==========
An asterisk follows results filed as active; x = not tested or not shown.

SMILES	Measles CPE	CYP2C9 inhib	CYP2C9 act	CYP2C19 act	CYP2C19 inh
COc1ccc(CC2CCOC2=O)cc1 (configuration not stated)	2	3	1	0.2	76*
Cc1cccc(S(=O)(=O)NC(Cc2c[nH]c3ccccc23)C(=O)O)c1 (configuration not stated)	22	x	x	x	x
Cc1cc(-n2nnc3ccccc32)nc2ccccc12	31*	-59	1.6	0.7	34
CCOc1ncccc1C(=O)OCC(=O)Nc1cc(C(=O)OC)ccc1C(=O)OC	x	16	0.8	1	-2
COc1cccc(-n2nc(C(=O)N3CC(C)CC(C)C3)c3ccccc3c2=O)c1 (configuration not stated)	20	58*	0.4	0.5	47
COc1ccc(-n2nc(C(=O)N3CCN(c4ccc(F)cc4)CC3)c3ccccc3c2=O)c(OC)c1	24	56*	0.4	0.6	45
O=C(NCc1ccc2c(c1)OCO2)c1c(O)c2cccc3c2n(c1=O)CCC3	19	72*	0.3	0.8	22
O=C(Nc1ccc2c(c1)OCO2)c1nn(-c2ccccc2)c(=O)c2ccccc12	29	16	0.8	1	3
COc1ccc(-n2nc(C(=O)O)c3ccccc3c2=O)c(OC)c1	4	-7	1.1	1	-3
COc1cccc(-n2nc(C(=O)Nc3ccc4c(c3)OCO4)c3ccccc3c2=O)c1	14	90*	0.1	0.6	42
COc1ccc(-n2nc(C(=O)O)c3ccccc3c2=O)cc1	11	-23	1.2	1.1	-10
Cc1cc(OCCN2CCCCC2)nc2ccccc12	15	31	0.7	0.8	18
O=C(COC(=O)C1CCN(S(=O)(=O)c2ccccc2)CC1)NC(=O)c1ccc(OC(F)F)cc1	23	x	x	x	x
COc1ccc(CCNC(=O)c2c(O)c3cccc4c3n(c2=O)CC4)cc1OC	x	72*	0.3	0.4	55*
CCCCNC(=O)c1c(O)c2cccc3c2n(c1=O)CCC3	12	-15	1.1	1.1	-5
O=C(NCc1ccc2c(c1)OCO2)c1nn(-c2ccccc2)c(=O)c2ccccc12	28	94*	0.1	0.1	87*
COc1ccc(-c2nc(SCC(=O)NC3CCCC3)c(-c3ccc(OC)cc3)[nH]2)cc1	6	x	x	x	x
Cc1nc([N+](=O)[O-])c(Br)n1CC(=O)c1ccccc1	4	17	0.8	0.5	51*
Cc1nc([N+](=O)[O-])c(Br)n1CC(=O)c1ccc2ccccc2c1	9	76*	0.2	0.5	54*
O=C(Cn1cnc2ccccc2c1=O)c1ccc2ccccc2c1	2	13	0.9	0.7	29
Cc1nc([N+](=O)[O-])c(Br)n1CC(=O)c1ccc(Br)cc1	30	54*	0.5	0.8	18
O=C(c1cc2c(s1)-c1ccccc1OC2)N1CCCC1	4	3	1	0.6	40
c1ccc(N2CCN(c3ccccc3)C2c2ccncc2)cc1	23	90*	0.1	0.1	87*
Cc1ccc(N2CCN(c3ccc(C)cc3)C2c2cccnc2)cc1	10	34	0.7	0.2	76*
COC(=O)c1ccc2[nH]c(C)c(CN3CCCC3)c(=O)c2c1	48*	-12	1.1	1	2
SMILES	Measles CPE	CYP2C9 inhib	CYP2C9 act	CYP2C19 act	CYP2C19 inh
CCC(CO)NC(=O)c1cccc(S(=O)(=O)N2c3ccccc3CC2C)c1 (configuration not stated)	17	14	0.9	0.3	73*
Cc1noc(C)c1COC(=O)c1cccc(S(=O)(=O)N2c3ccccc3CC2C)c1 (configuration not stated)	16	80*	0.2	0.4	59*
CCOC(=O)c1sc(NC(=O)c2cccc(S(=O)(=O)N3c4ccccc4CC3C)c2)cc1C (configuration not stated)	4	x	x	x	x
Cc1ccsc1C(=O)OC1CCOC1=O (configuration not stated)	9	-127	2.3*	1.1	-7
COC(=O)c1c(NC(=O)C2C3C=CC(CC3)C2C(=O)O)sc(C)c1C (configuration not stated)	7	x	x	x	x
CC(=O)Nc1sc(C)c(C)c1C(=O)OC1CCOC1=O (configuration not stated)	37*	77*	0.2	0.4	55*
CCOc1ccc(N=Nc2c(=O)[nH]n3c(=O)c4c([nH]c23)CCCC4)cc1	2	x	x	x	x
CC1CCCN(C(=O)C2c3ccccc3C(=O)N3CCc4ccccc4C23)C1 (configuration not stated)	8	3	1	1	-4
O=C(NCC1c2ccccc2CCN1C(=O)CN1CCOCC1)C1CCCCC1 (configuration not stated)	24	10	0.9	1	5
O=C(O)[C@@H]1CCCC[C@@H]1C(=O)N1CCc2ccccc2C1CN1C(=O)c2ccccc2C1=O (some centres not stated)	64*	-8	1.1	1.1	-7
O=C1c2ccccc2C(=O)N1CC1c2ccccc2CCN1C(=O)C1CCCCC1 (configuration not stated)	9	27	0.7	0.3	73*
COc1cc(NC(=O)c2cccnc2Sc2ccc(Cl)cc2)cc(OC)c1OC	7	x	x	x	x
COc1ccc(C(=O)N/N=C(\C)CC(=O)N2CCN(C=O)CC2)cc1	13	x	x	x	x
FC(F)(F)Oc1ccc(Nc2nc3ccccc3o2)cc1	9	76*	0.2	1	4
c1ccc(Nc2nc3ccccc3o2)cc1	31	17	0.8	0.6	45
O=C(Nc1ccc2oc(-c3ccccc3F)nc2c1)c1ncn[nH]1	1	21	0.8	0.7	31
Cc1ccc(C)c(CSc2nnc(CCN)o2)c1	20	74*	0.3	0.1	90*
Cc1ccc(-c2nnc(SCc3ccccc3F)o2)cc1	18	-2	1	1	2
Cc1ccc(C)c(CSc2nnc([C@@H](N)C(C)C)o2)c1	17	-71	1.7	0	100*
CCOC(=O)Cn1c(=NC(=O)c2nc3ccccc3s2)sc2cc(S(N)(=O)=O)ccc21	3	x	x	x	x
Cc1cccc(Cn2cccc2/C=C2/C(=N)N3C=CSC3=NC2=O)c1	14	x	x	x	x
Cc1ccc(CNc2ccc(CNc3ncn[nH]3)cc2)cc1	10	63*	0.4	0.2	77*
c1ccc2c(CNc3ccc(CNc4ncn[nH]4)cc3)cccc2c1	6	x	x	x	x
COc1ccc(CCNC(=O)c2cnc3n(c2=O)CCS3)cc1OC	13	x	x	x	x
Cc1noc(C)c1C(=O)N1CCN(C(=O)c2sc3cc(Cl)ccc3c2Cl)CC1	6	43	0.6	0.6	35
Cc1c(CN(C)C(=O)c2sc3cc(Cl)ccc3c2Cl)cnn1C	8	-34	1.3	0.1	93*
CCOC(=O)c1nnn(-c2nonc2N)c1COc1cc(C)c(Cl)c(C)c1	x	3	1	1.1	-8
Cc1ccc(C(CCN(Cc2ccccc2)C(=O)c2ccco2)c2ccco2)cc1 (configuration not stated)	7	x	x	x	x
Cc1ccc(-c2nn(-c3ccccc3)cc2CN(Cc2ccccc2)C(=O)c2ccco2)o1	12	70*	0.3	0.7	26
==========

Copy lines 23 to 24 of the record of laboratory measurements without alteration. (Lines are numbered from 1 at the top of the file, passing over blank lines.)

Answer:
Cc1nc([N+](=O)[O-])c(Br)n1CC(=O)c1ccc(Br)cc1	30	54*	0.5	0.8	18
O=C(c1cc2c(s1)-c1ccccc1OC2)N1CCCC1	4	3	1	0.6	40